In Montana, Hillary met with leaders of the Salish Kootenai tribe and told them she will "reaffirm her support for tribal sovereignty:
At the town hall in Pablo, Hillary will reaffirm her support for tribal sovereignty and her respect for the government to government relationship between the tribes of Montana and the federal government. Hillary said she will partner with the Montana Tribes to expand economic opportunity and improve health care, education and housing on all seven Montana Reservations.
There are 56,068 American Indians in Montana and they make up 6.2 percent of the state's population. Sixty-five percent of American Indians in Montana live on one of the seven reservations in Montana. As President, Hillary is committed to providing health care to all American Indians and providing better housing for the seven tribes in Montana, which include the Blackfeet Nation, the Chippewa Cree Tribe, the Confederated Salish and Kootenai Tribes, the Crow Nation, the Fort Belknap Indian Community, the Fort Peck Tribe, and the Northern Cheyenne Tribe.
In Billings, a huge and raucus crowd waited from early morning until a planned 8 p.m. event to hear and see Clinton after she arrived from her tribal council meeting. Some students "skipped" school to have an opportunity to see Clinton, up-close. Others waited in line afterward to shake her hand, wish her well, and get her to autograph books, shirts, and other Clinton campaign items.
Meanwhile, Bill headed to South Dakota to campaign, between visits to Montana and Puerto Rico.
Clinton campaigned in Wagner for his wife, Sen. Hillary Rodham Clinton, in the waning days of an intense primary race against Sen. Barack Obama. The Wagner rally was the third of the day for the former president, who had earlier stopped in Fort Thompson and Mission.
And in Puerto Rico, Hillary not only campaigned, she seemed to actually have time to enjoy the island life and people:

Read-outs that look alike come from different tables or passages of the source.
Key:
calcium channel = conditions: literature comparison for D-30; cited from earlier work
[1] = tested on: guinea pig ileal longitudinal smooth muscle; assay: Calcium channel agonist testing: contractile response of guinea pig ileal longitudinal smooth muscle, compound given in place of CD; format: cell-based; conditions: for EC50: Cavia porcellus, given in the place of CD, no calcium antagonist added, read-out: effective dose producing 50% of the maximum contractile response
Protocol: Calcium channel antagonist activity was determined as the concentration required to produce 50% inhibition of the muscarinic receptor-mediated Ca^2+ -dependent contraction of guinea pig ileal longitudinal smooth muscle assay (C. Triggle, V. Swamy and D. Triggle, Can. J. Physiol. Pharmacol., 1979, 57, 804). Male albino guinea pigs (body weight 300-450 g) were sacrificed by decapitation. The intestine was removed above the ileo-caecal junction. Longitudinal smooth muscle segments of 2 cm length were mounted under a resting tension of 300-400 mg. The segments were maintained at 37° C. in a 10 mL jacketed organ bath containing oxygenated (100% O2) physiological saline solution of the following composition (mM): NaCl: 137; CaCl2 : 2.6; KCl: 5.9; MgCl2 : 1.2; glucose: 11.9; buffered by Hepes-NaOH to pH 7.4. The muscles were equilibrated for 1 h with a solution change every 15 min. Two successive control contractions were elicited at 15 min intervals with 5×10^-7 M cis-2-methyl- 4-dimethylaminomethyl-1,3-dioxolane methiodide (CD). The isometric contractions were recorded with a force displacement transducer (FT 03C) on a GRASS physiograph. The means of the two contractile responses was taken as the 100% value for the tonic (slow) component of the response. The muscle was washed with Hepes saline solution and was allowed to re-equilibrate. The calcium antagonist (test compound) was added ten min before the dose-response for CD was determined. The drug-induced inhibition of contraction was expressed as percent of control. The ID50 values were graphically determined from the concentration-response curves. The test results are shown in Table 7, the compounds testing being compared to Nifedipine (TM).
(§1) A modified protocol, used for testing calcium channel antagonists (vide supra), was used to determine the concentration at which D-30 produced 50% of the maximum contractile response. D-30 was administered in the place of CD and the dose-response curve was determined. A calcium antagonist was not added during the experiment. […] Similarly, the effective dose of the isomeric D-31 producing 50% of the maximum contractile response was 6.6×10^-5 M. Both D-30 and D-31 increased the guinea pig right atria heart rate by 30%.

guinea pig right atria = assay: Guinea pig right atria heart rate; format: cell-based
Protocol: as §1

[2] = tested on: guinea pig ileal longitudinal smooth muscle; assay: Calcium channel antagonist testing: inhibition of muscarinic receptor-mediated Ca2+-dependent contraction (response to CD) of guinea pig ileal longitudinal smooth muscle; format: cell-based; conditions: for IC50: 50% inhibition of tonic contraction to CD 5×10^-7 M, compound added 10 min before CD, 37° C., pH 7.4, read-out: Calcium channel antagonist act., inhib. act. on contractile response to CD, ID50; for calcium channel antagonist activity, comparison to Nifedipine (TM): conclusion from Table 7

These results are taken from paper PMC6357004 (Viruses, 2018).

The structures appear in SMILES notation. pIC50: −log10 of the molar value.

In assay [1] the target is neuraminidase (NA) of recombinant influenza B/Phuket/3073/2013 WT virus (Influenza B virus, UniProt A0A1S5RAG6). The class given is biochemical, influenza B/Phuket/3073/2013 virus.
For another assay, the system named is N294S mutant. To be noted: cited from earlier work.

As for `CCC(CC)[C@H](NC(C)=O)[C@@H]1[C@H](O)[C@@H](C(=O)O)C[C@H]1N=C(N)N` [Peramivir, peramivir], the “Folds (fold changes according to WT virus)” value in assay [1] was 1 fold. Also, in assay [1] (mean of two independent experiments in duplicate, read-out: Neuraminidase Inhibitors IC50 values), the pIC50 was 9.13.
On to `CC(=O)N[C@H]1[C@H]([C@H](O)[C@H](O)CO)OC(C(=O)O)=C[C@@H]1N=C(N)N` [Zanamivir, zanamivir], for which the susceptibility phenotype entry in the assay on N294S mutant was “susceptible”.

Meanwhile, on the opposite side of the country, the Democratic National Committee is gearing up for big protests Saturday, May 31 as the Rules Committee meets to determine the fate of 2.3 million voters in Florida and Michigan and the states' combined 200-plus delegates to the national convention in Denver.
“They’re coming up on buses, they’re taking the train, they’re Metro-ing, they’re coming up with friends,” said Allida Black, a professor at George Washington University and an event organizer. “We’re trying to flood it.”
Judging by 300,000 signatures on one authorized petition, alone, to the DNC, these women (and men) are MAD! Not that I blame them...I'm ONE of them, actually, that believes the DNC's conduct throughout this primary campaign has been the most despicable and mismanaged of any presidential campaign I can recall - and I've taken an active role in all of them, as far back as 1980.
The DNC mess, however, is just the tip of a very large iceberg that will sink any chance of Democratic victory in November unless and until Clinton and her large and loyal contingent of supporters (male and female) are accorded respect - something few of us have gotten from the media, the DNC, Democratic Party elders and officials, the Obama campaign, Obama's legion of followers/supporters, and from the good senator himself.
Our message is simple: